That means massive flooding can be expected down in the land of Commiefornia this winter.
Latest forecast suggests 'Godzilla El Niño' may be coming to California
The strengthening El Niño in the Pacific Ocean has the potential to become one of the most powerful on record, as warming ocean waters surge toward the Americas, setting up a pattern that could bring once-in-a-generation storms this winter to drought-parched California.
The National Weather Service’s Climate Prediction Center said Thursday that all computer models are now predicting a strong El Niño to peak in the late fall or early winter. A host of observations have led scientists to conclude that “collectively, these atmospheric and oceanic features reflect a significant and strengthening El Niño.”
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“This definitely has the potential of being the Godzilla El Niño,” said Bill Patzert, a climatologist with NASA’s Jet Propulsion Laboratory in La Cañada Flintridge.
El Nino: 1997 vs. 2015
At the moment, this year’s El Niño is stronger than it was at this time of year in 1997. Areas in red and white represent the highest sea-surface heights above the average, which are a reflection of how warm sea-surface temperatures are above the average. (Source: NASA Jet Propulsion Laboratory climatologist Bill Patzert)
Patzert said El Niño’s signal in the ocean “right now is stronger than it was in 1997,” the summer in which the most powerful El Niño on record developed.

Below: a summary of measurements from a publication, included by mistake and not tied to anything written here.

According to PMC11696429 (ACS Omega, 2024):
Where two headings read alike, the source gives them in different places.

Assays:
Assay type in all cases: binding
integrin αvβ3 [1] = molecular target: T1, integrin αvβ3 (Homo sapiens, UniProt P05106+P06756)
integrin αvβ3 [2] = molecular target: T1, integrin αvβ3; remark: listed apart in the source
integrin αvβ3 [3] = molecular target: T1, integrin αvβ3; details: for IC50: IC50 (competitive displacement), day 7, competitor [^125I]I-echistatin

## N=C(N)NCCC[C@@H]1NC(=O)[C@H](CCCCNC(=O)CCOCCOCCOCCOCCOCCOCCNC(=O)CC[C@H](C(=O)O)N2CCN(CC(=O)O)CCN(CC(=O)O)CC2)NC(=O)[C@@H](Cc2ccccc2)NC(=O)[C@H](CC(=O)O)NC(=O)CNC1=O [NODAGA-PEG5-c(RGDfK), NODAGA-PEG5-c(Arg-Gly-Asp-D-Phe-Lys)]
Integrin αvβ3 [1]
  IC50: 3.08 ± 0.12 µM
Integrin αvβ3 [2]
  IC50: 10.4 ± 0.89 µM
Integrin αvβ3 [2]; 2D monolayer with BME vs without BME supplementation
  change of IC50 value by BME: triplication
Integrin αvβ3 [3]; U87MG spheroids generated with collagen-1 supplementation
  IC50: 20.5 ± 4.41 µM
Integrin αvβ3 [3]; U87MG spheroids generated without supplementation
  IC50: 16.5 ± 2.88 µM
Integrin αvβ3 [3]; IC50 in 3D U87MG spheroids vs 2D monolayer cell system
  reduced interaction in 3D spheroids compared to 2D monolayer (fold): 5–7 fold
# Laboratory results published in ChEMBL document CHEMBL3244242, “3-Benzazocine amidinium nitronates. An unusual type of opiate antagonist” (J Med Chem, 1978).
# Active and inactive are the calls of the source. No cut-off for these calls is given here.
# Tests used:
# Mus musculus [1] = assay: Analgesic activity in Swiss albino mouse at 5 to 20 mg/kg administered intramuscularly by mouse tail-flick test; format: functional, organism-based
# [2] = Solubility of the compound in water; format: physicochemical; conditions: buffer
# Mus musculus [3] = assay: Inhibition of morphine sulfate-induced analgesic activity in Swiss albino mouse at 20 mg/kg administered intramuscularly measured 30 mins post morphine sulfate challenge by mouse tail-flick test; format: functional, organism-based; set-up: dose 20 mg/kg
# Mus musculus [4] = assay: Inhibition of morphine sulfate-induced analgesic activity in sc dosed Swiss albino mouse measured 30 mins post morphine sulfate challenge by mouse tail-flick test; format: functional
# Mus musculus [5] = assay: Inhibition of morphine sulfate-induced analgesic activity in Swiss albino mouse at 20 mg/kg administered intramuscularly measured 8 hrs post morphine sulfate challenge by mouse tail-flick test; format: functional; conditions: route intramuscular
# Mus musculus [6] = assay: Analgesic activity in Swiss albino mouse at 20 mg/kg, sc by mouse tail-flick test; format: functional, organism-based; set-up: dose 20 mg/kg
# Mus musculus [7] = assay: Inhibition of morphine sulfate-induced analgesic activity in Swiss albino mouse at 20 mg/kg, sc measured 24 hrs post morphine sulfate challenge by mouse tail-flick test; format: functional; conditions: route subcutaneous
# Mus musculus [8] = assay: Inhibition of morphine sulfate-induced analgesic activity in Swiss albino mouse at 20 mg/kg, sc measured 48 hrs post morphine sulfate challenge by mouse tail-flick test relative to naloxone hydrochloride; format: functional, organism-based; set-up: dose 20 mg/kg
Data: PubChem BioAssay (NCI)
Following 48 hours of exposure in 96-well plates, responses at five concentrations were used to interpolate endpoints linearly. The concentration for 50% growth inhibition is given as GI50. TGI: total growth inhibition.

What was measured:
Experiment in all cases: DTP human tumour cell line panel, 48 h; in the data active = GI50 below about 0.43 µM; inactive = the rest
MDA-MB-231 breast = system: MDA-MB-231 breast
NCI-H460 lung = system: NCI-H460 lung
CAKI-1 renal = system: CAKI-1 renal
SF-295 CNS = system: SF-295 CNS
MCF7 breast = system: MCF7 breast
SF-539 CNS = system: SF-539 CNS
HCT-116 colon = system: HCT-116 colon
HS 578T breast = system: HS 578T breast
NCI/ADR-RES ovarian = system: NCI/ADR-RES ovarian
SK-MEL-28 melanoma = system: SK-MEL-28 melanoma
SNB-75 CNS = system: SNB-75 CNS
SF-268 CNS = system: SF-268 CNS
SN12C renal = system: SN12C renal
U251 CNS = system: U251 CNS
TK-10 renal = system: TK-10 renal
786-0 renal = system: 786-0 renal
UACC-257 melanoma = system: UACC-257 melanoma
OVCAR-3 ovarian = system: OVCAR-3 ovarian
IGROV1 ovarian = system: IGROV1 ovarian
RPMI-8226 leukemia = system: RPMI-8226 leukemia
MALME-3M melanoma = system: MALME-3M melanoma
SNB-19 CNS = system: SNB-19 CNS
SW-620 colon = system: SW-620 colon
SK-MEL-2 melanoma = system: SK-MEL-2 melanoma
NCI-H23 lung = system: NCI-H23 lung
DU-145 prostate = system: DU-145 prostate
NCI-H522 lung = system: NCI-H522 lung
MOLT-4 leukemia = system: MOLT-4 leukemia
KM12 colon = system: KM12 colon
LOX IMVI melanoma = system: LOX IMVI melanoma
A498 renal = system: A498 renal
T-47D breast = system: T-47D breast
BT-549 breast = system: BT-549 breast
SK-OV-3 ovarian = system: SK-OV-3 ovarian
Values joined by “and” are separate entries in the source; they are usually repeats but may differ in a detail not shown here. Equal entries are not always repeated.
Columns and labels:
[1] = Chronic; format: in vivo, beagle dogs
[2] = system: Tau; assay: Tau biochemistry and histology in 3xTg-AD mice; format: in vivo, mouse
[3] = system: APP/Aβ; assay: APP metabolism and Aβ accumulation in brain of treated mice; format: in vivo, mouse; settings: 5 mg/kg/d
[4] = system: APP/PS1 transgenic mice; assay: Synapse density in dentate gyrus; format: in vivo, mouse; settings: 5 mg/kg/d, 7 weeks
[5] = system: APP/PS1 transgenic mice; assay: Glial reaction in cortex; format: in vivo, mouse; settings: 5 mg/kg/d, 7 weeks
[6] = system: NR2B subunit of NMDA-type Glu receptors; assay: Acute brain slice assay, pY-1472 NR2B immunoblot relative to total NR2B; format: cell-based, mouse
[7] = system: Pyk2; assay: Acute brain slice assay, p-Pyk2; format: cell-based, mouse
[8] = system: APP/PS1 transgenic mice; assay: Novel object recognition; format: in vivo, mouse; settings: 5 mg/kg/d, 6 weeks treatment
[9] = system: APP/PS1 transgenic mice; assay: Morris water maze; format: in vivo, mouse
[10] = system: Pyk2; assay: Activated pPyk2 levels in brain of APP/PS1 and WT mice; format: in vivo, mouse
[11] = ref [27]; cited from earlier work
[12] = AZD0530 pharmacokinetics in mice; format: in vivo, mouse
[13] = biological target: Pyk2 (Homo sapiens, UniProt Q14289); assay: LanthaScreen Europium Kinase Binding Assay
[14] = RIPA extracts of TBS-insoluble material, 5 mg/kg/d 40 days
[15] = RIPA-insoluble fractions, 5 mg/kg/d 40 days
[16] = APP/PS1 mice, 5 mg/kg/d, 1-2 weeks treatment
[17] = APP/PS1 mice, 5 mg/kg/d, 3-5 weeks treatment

“Everything now is going to the right way for El Niño,” Patzert said. “If this lives up to its potential, this thing can bring a lot of floods, mudslides and mayhem.”
“This could be among the strongest El Niños in the historical record dating back to 1950,” said Mike Halpert, deputy director of the Climate Prediction Center.
After the summer 1997 El Niño muscled up, the following winter gave Southern California double its annual rainfall and dumped double the snowpack in the Sierra Nevada, an essential source of precipitation for the state’s water supply, Patzert said.
Article copied in total in the interest of public awareness and safety from The Los Angeles Times.
I would suggest taking appropriate measures now.
Even though I live considerably farther North, we still get hammered by these weather patterns with huge storms slamming directly into the coast 100 miles away that bring fierce winds and buckets of rainfall all at once.
If I was a betting man, and I am, I would bet that the monstrous Columbus Day storm that wreaked havoc here in the Pacific Northwest back in October of 1962 was a direct result of a then unnamed El Nino weather pattern.
Get your foul weather gear ready kiddies.